For business, other sources of financing are often more important than public funding. For start-ups in the tech and biotech sectors, venture capital can be critical to bring new inventions to the market. In the first quarter of 2016, UK-based companies received 37% of the $3.5bn in venture capital invested across Europe. The private equity firm Better Capital, the largest investor in UK venture capital firms, told The Financial Times that the European fund “would probably stop investing in the UK” if Britain left the EU. Other venture capital firms are more optimistic and believe that Brexit could also provide opportunities. In the short term, however, the flow of venture capital into the UK will decrease and other European countries such as Germany will try to attract funding previously destined for the UK.
While EU research funding represents only around 3% of overall R&D investments in the UK, it represented 9.7% of total research income for higher education institutions. UK universities such as Cambridge, Oxford or Kings College are among the organisations that benefitted most from EU research funds.
However, it is not only about the money:
On the other hand, UK universities that rank among the best in the world are important for EU research. The excellence of UK universities improves the scientific standards in the EU, and universities have learned a great deal from cooperating with the UK.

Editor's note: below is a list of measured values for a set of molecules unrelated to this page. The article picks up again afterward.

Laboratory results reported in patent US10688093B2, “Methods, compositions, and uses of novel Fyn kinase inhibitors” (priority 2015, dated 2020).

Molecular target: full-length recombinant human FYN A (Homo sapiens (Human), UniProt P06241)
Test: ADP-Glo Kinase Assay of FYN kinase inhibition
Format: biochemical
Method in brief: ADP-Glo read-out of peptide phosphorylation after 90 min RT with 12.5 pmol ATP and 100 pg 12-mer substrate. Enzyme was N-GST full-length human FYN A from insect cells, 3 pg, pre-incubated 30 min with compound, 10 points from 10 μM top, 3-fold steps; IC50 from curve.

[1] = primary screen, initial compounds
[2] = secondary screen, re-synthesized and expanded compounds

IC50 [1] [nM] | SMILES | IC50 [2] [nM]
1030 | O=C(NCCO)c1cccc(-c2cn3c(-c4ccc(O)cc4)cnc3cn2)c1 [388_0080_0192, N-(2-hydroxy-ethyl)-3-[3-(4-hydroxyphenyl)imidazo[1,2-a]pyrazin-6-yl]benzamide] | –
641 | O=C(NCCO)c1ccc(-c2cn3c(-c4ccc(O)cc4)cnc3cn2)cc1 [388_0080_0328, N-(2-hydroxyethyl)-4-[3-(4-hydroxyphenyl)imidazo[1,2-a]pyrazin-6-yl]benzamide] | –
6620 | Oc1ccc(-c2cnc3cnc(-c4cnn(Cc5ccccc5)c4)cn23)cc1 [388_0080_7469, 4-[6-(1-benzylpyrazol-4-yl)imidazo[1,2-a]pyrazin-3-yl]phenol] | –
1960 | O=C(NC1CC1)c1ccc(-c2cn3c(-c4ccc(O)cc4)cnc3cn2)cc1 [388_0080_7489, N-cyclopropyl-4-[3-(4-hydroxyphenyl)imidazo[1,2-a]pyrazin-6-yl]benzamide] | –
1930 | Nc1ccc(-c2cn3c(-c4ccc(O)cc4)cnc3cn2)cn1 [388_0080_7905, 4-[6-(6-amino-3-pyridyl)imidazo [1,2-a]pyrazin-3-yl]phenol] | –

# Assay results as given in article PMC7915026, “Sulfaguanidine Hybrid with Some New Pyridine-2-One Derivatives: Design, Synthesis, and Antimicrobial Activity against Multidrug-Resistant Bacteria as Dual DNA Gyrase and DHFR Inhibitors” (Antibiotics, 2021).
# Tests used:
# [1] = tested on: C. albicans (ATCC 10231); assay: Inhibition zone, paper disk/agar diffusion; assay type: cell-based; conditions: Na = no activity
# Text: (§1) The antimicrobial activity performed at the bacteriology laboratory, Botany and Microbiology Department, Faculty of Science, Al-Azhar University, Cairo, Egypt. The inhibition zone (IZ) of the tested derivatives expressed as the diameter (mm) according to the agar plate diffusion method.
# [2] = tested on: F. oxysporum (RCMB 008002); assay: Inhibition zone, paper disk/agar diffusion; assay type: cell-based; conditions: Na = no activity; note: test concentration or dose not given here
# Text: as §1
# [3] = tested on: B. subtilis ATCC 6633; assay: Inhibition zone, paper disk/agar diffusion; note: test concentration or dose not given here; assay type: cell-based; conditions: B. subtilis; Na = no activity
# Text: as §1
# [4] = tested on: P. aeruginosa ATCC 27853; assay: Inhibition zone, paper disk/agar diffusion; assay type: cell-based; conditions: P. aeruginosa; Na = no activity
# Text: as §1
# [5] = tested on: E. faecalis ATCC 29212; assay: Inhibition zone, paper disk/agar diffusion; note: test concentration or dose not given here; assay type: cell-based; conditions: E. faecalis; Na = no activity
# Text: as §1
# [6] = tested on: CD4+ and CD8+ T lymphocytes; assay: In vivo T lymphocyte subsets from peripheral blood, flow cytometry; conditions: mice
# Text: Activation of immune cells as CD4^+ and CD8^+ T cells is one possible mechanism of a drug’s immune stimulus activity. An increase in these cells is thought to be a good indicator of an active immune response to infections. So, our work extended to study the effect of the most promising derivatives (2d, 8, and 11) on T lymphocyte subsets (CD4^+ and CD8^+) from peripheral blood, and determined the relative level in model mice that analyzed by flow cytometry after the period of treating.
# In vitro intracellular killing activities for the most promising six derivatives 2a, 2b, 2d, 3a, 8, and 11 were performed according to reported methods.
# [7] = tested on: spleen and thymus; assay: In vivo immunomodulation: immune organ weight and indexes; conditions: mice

At this point, UK academic organisations are mainly concerned about the uncertainty that Brexit brings. The pledge by the UK Government to fund Horizon 2020 projects post-Brexit might quieten the most immediate concerns, but it does not yet provide an answer as to whether UK universities will continue to attract the best scientists from Europe.
“I would like to reassure them (UK scientists) that the referendum as such doesn’t change anything regarding their eligibility for funding under Horizon 2020”
– Carlos Moedas, Commissioner for Research, Science & Innovation
For researchers, UK universities are the most attractive destinations in Europe. They have the infrastructure, quality and reputation that allow scientists to launch or consolidate their careers. According to a study by the Royal Society, the UK hosts 31,000 researchers from other EU countries. These researchers are among the best in their countries, bringing ideas, projects and often their own funds to UK universities and contributing to the UK system.
In terms of money, it is again the UK that has most to lose. The European Research Council (ERC) provides funding of €13.1billion for the period 2014-2020 for frontier research carried out by scientists in all stages of their careers. The ERC has become a world leading funder of cutting edge research and its funded projects are very successful in terms of scientific publications. The UK is again the most successful country in securing ERC grants, ranking among the best performing countries in almost all scientific disciplines. Altogether, the UK hosts 1,300 ERC grant holders.